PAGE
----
In a recent NTSB opinion, the Board rejected an airman’s FAR 91.3 emergency affirmative defense and affirmed a 45-day suspension of an airman’s commercial pilot certificate for his violation of FAR 91.129(c)(1) (requiring airman to establish and maintain two-way radio communication with ATC in Class D airspace). In Administrator v. Gibbs, the FAA alleged that the airman flew a helicopter into Class D airspace without first establishing communication with ATC and then failed to maintain two-way communications. At the hearing, the airman asserted that his conduct was unintentional and inadvertant because the weather created an emergency situation that resulted in his disorientation and entry into Class D airspace prior to communicating with ATC. However, the ALJ determined that it was clear the airman entered Class D airspace without establishing or maintaining two-way radio communications, and affirmed the FAA’s order of suspension.
On appeal to the Board, the airman argued that his failure to declare an emergency did not diminish the authority vested in an airman under FAR 91.3 and, as a result, the alleged emergency situation, in and of itself, excused the violation. However, the Board disagreed. It initially noted that the airman had the burden of proof with respect to his defense and he needed to establish a causal connection between the emergency situation and the departure from the regulatory requirements of FAR Part 91. The Board also observed that an emergency situation caused by a PIC’s own actions does not excuse or justify departure from the regulations and FAR 91.3 does not relieve an airman from the duty to obey the regulations.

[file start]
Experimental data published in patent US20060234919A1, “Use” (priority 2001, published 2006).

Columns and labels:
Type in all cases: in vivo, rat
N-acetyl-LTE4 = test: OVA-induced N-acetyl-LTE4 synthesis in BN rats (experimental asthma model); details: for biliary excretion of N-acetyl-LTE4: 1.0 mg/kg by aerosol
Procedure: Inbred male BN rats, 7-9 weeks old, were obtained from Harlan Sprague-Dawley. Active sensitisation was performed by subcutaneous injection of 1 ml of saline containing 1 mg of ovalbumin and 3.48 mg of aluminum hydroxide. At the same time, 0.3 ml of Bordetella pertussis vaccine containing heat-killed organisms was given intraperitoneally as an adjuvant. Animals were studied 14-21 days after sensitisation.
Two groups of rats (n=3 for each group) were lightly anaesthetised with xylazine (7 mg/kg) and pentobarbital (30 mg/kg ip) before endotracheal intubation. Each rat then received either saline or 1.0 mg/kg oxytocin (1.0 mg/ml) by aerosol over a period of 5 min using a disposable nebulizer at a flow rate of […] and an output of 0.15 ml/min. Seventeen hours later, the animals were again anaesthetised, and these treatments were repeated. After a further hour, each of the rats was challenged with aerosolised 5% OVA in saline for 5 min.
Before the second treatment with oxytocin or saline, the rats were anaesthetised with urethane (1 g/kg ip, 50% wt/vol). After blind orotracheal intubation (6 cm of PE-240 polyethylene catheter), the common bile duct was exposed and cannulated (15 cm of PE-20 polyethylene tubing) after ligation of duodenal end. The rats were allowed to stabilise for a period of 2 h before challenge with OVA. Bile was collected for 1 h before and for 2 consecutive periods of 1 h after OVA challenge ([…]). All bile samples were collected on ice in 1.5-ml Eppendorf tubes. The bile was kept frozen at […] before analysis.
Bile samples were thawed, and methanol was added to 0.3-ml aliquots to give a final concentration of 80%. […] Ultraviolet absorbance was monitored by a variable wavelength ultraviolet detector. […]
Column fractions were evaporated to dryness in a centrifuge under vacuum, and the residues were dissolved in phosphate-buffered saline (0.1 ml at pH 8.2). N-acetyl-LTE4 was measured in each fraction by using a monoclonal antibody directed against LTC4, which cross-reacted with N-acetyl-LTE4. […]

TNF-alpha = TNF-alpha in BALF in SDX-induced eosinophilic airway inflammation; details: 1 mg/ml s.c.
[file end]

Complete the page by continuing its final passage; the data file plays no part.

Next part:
The Board then held that the evidence supported the airman’s violation of FAR 91.129(c)(1). It also agreed with the ALJ’s determination that any emergency that occurred was the result of the airman’s own actions and the airman did not take appropriate steps to reduce the risk of an incursion. The Board concluded that the airman had not met his burden of proving that emergency conditions caused his lack of preparedness and awareness.
In this situation, it likely would not have mattered if the airman had declared an emergency. Both the FAA and the Board would still look at the totality of the circumstances to determine whether an emergency existed that was not the result of the airman’s conduct. And even if an emergency existed, they would also still analyze the airman’s conduct to determine whether it was reasonable under the circumstances. Thus, whether or not the airman declared an emergency, the analysis of the situation would remain the same.